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What recourse does an RN have when their license is temporarily suspended during an investigation of having spoken harshly to a patient?



Dear Nancy,

I was accused this week of speaking harshly to a patient, and the incident is being investigated in-house as abuse. I am an RN supervisor, and I am temporarily suspended.


Dear Nancy replies:

Dear Casey,

It is assumed your employer is following its policy concerning abuse. An investigation is necessary in order to ensure the accuracy of what happened. If the investigation is done correctly, there will either be a basis for further action against you or the allegations will be found untrue.

Even with this investigation, however, you may want to consult with a nurse attorney or other attorney in your state who practices in the area of employment law and represents employees. Although the attorney may not be able to actively represent you during the employer proceedings, including any grievance you may file, the attorney can coach you and advise you behind the scenes. If further legal action is needed (e.g., filing a lawsuit for an investigation not done correctly), then the attorney will have the necessary facts and information to begin that suit.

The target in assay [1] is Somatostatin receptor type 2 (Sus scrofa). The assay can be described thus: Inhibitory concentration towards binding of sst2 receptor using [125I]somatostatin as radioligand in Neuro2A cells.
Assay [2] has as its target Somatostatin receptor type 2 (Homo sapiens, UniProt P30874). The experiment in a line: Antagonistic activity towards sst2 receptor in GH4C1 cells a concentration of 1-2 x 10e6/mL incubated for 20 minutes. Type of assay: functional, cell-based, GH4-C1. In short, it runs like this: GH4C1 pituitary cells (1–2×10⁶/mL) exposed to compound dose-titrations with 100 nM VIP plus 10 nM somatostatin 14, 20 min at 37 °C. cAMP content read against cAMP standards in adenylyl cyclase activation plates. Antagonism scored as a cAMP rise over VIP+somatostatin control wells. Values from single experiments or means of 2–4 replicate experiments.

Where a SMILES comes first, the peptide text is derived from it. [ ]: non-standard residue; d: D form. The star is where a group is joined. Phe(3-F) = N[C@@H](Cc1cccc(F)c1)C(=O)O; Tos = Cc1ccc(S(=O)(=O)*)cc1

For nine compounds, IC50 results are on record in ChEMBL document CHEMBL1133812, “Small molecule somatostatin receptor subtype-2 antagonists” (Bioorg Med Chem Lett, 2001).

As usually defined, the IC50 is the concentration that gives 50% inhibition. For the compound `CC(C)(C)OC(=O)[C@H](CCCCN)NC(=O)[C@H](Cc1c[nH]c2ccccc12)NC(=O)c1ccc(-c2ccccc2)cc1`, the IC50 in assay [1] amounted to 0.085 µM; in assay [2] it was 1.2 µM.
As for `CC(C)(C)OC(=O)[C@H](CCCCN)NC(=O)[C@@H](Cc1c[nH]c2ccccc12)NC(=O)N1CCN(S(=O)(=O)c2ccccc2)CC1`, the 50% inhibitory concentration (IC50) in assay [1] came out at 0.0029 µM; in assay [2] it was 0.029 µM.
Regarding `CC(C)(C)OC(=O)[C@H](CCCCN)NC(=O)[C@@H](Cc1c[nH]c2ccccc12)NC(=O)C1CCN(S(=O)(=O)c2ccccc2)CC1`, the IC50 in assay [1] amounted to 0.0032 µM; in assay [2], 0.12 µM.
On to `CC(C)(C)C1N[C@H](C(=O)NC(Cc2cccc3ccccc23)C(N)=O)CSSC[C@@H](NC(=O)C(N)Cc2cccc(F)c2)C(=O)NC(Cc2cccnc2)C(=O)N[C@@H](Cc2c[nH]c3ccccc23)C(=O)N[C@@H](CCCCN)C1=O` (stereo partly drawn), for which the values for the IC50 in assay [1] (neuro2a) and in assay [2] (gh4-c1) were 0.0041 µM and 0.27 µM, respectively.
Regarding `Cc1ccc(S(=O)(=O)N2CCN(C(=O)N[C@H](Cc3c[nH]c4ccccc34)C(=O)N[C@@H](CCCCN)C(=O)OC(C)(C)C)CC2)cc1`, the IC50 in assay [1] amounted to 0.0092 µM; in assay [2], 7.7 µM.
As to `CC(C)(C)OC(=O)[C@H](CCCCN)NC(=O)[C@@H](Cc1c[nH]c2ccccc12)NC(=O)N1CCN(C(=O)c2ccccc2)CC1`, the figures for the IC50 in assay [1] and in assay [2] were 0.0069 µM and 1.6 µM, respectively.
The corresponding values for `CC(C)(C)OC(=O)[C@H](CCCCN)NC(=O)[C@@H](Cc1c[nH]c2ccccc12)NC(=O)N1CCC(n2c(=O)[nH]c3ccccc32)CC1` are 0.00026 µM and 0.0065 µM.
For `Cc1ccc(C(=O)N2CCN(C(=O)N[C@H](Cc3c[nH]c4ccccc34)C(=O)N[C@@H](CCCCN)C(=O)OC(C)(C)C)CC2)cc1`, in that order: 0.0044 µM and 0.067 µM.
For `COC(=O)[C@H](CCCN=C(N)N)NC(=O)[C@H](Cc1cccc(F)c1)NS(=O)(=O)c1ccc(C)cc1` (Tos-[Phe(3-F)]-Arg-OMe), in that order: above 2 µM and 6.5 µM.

If no lawsuit is possible and the employer determines you did abuse a patient pursuant to its policy, keep in mind the employer may report you to the board of nursing for a violation of the state nurse practice act. If that happens, then the attorney can represent you in those proceedings or work with another attorney who practices professional defense law to represent you in that situation.



About Author

Nancy J. Brent, RN, MS, JD, is an attorney in private practice in Wilmette, Ill. This information is for educational purposes only and is not intended as legal or any other advice. The reader is encouraged to seek the advice of an attorney or other professional when an opinion is needed.

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